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The Wines of Hunter Valley

"Oh, you'll like it up there," the policeman said politely after handing my companion an $80 ticket for doing 77 kilometers per hour (48 mph) in a 60-kilometer zone. "Lovely wine," he added. After commending her for keeping to the left side of the road, he suggested a better route to our destination, Pokolbin, the main wine-growing town in the lower Hunter Valley. "Where are you staying?" he asked. "Tower Lodge," I said, and his eyes rolled back in his head, as though he should have doubled the fine.

The night before, at the tail end of a two-week trip to Sydney, we'd had dinner with a group of friends that included wine columnist Peter Bourne. He had urged us to spend a couple of days in the Hunter Valley visiting "cellar doors" (tasting rooms) and trying the Shirazes and Sémillons for which the region is famous. "And if you go," he said, "you must stay at the Tower." Suddenly, conversations stopped, cutlery clattered, and the faces around the table glowed. Yes, yes, you must see the Tower, beautifully quirky, only 12 rooms, famous investors, a million dollars Australian per room, luxe, luxe, luxe. Oh, and the owner's a maverick.

And so, 2 1/2 hours, countless rows of gorgeously scruffy pines, and one speeding ticket later, we rolled into Pokolbin, whose main thoroughfare is called Broke Road (perhaps in salutation to failed wineries past), and headed through vineyards and farmlands dominated by grand Victorian manses toward the portals of Tower Lodge.

Bold, purple rectangles that look like sandstone—but in fact are colored concrete troweled over brick—both intrigue and forebode at the entrance. After a short driveway, an angular complex that would arrest the eye in any location astonishes in this one: more purple surfaces jut heavenward and seem to surprise one another by eventually intersecting. It's not clear whether we are in Marrakesh, Santa Fe, or a Le Corbusier fantasy, but the effect in the surrounding wide-open field is strangely harmonious.

Arranged around a fountained courtyard reminiscent of ancient Rome, the rooms are spacious and airy—with 16-foot ceilings—many with white stucco walls, brick floors, massive beds and headboards, bent copper chandeliers, and heavy, personality-laden chairs. They convey the notion that a very demanding Babylonian, compulsive about personal comfort, designed, oversaw, and road-tested these chambers to psychotic extremes. All but two have narcotizing king-sized beds (a pleasure if you've just come from France or England, where a request for a king is greeted with the same response as if you'd given your address as "Box 13, Mars"). Several ceilings have straw panels bordered with mahogany, giving a voice to the interior design of yet another country—this time, Malaysia. (That makes five international styles so far—six if you include the Australian signature of galvanized steel roofs; seven if you consider the immense public rooms, featuring a baronial fireplace and mammoth furnishings that might have been designed by Charles Foster Kane.) The hotelier responsible for all this extravagance is a maverick indeed. Len Evans, the best known and most imaginative of the local vintners, not only conceived the lodge but also financed and designed it himself.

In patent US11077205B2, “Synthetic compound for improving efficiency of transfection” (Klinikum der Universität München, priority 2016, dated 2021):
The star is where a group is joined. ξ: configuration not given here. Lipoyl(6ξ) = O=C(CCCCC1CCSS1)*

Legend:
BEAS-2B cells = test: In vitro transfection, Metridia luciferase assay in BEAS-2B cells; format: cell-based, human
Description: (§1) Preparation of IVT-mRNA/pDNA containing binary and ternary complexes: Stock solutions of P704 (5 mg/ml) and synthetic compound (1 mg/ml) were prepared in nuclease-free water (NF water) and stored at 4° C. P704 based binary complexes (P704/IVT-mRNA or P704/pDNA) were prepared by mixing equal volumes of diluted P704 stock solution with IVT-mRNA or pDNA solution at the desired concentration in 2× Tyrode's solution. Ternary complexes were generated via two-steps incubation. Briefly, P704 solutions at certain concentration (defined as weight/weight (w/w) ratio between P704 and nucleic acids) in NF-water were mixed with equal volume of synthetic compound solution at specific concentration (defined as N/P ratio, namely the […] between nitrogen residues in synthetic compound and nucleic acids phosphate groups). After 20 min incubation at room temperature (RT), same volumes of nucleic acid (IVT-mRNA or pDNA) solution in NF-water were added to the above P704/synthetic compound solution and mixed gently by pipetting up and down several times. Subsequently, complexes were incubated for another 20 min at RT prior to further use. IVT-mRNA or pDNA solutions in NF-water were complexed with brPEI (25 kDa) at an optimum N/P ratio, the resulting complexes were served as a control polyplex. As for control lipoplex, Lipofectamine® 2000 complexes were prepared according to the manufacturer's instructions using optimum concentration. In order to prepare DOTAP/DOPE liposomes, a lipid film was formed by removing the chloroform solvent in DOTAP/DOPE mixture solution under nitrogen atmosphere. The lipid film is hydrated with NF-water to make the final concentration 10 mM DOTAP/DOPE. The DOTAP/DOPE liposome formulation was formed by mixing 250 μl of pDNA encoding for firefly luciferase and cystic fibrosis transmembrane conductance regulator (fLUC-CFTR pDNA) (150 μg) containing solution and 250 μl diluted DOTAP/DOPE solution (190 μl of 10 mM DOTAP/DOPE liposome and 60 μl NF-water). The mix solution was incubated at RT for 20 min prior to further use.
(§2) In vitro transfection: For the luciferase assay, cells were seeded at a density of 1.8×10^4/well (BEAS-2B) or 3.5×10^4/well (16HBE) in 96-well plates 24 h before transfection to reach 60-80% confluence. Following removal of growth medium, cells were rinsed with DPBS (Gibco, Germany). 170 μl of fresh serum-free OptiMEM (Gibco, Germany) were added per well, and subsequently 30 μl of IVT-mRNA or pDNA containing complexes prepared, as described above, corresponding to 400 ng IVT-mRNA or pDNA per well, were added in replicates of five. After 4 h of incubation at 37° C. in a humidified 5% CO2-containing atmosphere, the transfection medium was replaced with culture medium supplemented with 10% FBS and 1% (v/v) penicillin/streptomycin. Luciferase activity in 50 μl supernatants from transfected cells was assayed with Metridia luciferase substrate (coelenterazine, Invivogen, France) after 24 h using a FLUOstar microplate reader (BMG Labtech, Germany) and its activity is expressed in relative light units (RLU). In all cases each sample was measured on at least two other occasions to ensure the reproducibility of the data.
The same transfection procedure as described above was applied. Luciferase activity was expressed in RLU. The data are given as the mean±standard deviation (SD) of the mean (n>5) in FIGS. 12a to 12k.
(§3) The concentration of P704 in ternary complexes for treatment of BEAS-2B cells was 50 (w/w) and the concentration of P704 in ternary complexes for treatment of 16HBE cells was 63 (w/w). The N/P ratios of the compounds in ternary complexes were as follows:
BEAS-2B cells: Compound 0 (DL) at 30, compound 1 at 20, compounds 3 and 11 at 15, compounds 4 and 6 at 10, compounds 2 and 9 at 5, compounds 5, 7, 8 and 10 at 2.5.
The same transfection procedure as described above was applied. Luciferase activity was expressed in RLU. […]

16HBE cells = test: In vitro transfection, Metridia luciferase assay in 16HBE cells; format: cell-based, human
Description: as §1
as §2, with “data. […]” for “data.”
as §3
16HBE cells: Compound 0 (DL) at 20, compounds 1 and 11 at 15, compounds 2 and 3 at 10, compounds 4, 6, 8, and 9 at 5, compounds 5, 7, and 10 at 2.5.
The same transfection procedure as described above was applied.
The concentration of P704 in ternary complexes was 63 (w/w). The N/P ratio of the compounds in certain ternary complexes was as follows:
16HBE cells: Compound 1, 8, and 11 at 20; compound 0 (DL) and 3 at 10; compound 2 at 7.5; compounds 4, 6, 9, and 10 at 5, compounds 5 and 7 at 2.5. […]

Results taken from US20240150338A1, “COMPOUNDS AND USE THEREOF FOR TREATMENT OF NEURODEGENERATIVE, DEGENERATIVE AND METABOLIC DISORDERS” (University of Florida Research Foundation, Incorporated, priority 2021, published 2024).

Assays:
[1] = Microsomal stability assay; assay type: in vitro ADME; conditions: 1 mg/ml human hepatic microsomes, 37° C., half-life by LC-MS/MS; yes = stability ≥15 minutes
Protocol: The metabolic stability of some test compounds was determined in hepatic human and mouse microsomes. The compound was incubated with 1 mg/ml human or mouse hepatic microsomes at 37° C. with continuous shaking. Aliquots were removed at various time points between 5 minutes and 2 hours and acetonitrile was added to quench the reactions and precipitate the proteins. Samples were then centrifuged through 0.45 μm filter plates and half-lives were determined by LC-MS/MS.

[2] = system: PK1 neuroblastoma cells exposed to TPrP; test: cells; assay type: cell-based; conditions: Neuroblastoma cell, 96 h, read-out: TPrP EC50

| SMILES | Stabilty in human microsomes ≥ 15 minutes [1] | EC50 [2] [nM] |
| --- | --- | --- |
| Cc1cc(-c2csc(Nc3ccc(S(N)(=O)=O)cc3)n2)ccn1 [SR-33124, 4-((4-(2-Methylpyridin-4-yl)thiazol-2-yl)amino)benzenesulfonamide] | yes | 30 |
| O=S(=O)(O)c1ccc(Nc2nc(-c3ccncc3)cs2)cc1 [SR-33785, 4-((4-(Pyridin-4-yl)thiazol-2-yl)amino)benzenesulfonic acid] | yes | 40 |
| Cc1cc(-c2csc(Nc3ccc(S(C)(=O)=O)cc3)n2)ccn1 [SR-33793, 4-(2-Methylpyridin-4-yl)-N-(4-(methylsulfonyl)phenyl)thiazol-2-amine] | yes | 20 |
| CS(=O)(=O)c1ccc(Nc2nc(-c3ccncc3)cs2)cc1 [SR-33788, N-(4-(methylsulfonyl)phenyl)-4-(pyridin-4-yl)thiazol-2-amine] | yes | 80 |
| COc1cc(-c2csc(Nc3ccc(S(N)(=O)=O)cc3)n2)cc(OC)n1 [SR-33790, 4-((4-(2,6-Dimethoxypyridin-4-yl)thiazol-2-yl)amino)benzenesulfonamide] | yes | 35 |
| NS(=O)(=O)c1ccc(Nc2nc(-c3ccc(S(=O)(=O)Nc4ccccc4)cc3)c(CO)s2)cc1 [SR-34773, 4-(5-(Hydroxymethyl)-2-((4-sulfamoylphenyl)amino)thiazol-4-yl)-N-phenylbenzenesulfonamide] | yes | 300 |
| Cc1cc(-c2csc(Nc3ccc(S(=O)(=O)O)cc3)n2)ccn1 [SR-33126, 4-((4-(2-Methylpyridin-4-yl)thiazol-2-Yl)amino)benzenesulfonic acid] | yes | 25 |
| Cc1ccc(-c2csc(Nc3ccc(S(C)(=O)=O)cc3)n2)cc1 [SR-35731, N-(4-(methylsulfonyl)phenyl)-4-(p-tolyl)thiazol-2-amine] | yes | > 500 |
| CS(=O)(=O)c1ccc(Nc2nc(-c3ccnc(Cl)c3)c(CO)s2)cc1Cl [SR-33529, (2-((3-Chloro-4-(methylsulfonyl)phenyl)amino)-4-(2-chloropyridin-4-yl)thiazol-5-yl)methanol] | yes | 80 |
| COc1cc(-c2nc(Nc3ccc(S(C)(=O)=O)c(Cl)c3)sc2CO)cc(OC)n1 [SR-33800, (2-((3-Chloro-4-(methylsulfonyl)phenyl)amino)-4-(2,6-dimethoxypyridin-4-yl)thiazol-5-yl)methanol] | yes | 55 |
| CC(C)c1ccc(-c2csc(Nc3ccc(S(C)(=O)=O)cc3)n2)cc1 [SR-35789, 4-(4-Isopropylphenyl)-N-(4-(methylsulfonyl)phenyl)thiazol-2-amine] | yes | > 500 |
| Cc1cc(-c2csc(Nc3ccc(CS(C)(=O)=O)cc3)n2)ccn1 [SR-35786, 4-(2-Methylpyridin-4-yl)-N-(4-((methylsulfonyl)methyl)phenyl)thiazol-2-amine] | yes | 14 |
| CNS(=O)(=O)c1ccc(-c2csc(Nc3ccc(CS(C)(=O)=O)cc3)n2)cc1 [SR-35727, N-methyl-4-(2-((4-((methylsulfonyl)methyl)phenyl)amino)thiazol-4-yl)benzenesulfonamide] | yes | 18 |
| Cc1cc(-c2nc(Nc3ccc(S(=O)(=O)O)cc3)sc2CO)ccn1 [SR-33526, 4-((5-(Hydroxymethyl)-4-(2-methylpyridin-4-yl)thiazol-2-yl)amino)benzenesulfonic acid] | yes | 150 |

By many estimates, Evans—who has started up no fewer than three wineries in this valley alone—has done more for the Australian wine industry through his promotional and viticultural contributions than any other individual. Australia has recently supplanted France as the second-leading exporter of wines to the United States (Italy is the leader).

We had arrived shortly before dinner and, though hungry, played with all the room gadgets first—we opened the blinds with a remote, watched the brass-highlighted ceiling fans spin gold as they whirled above us, and practically ice-skated across the capacious, mosaicked bathroom. Since Tower Lodge serves only breakfast, we headed out to Robert's at Pepper Tree, co-owned by Evans and generally considered the best restaurant in the area.


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